WaterSense Helps Consumers Save 5.3 Trillion Gallons of Water
Over the past 15 years, consumers and businesses have saved 5.3 trillion gallons of water, or the amount of water used by all U.S. households for 200 days, by selecting WaterSense-labeled products. In 2020 alone, WaterSense-labeled toilets, faucets, showerheads, urinals, spray sprinkler bodies, and irrigation controllers saved more than 968 billion gallons of water.
The U.S. Environmental Protection Agency (EPA) created WaterSense — a voluntary program that is both a label for water-efficient products and homes and a resource for people to save water — in 2006. WaterSense and its more than 2,000 utility, manufacturer, retail, builder, nongovernmental, and other organizational partners have been working together for more than 15 years to produce and promote water-saving products, homes, and programs.
In addition to saving water, WaterSense-labeled products have helped reduce the amount of energy needed to heat, pump, and treat water by 603 billion kilowatt-hours over the past 15 years, enough to supply a year's worth of power to more than 56.6 million homes. These energy savings have helped reduce greenhouse gas emissions by 242 million metric tons — which is equivalent to planting four billion trees. EPA estimates that WaterSense labeled products have also helped Americans save $108 billion in energy and water bills over the past 15 years. WaterSense and water-efficient practices offer solutions to improve the resiliency of communities, including those facing drought and potential water shortages or those looking to mitigate impacts of climate change by improving the efficiency of buildings.
The WaterSense label is found on plumbing and irrigation products that are independently certified to use at least 20 percent less water and perform as well as or better than standard models. WaterSense also labels homes that have been certified to use less water than typical new construction and programs that certify irrigation professionals trained for water efficiency.
Originally Posted - PHCPRos.com
How to Reduce Your Water Footprint
- Replace old toilets. A study conducted by PMI and the Alliance for Water Efficiency estimated that replacing all the older inefficient toilets with water-efficient models would save about 360 billion gallons of water per year in the United States. If your toilet was manufactured before the implementation of the Energy Policy Act (EPAct) in 1994, there’s a good chance it uses water inefficiently. Today’s water-efficient toilets have earned high consumer satisfaction ratings, so there is no reason to be concerned about flushing power and cleanliness.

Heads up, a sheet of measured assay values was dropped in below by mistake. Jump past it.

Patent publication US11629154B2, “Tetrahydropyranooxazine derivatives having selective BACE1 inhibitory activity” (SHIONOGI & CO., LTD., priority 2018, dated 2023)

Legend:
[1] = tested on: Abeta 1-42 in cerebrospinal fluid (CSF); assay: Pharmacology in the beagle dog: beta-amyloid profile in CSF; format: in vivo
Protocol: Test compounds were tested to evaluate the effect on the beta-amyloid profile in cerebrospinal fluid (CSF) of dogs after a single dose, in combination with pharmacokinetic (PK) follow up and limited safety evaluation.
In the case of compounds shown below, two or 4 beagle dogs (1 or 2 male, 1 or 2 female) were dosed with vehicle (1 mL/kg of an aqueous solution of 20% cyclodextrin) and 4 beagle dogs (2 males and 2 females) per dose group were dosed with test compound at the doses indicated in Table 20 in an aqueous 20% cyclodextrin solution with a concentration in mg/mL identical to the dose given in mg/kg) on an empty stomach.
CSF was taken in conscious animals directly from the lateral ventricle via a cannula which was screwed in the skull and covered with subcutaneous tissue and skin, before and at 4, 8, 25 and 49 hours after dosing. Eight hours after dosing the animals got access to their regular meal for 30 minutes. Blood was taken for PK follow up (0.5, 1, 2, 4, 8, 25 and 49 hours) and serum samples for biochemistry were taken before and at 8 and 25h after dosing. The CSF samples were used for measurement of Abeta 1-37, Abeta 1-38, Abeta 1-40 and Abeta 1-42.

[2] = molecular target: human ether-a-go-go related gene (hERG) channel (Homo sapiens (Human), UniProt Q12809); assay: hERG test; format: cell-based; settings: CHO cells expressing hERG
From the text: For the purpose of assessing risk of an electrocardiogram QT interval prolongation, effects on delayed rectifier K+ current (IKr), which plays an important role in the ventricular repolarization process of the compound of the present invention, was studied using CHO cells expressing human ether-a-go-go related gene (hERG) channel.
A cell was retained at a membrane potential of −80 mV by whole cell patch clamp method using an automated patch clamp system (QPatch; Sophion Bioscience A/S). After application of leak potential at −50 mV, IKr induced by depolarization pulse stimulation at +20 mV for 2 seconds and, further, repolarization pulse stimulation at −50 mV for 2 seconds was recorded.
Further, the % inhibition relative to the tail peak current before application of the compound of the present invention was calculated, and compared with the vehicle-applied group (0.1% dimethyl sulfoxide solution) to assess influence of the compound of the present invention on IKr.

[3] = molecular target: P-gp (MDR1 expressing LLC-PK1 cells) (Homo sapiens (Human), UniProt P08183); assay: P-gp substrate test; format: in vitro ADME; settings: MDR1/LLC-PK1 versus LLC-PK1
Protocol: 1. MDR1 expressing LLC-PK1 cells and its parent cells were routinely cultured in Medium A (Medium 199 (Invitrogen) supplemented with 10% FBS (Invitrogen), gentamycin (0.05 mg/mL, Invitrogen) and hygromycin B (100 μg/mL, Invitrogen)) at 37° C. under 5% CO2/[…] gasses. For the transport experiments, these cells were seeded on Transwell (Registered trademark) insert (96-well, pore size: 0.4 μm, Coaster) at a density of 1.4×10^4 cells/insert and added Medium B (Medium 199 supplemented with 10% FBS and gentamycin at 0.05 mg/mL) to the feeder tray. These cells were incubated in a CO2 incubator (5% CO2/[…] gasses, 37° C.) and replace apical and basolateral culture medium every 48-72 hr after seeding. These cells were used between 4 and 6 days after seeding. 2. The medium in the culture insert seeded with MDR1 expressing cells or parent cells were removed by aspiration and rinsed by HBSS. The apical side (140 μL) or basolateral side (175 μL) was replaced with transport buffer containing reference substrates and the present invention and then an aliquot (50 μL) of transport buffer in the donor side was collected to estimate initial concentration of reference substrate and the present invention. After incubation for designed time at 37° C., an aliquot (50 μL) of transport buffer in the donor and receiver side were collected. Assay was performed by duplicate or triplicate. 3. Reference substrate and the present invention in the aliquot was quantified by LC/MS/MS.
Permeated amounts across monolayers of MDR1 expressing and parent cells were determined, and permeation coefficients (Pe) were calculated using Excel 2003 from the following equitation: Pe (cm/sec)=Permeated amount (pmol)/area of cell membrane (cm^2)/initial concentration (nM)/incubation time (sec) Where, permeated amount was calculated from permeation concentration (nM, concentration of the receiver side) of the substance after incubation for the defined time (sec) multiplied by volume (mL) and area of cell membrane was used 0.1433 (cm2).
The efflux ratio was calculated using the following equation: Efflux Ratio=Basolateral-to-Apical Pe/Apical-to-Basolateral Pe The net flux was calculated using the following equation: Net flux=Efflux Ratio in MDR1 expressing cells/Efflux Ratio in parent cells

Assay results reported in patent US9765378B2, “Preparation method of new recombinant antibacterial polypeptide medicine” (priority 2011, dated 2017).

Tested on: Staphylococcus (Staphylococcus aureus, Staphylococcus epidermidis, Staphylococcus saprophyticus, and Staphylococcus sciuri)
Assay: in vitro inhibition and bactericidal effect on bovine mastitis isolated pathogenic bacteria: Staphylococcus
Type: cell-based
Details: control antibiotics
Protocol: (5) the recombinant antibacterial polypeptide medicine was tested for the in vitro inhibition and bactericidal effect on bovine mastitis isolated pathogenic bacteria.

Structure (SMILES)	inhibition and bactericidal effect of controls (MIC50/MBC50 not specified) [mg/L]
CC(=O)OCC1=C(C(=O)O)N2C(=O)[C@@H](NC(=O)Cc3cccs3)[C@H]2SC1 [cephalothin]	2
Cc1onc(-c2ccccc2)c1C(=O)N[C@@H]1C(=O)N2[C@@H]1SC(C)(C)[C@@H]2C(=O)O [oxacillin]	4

- Replace or upgrade faucets. Faucets account for about 15% of indoor household water use, according to the U.S. Environmental Protection Agency (EPA). WaterSense faucets can reduce the water you use at sinks by at least 20%. Some faucets may be upgraded with an aerator to be made more water-efficient.
- Get a water-efficient showerhead. Showerheads use about 17% of the water in an average home, according to Home Depot. Swapping out your old showerhead for a new one can save water and money while providing outstanding performance and safety. Always be sure that the shower valve is sized to fit your showerhead.
- Shorten the distance hot water travels. There’s nothing mysterious about it. The farther the heat source — whether a water heater, a heat pump, or a boiler — is located from the outlet, the longer it takes the hot water to arrive. Water is wasted while you wait for the right temperature. One solution is a recirculating pump that moves hot water to the outlet while bringing cold water back to the heat source. In this scenario, water is not wasted because hot water is automatically pumped to the fixture before the consumer turns on the water. The pump is activated by a special switch or sensor.
- Turn off the tap when you brush your teeth. The EPA says this simple practice saves as much as 3,000 gallons per year.
- Cut outdoor water waste. The WaterSense label is not just for plumbing products, but also for irrigation controllers and irrigation-training programs for landscape professionals. The label identifies water-efficient products and verifies professional proficiency in water-efficient irrigation system design, installation, maintenance, and performance audits.
- Water-Efficient Shower Systems. Multiple-showerhead systems should be specified responsibly so that consumers can enjoy the showering experience they desire safely, reliably, and efficiently. That means considering the total showering installation, including the energy used to heat and deliver the water. The ideal hot water distribution system has the smallest-possible pipe run from the source of the hot water to the fixture. All hot-water piping should be insulated, with a minimum of R-4 rating.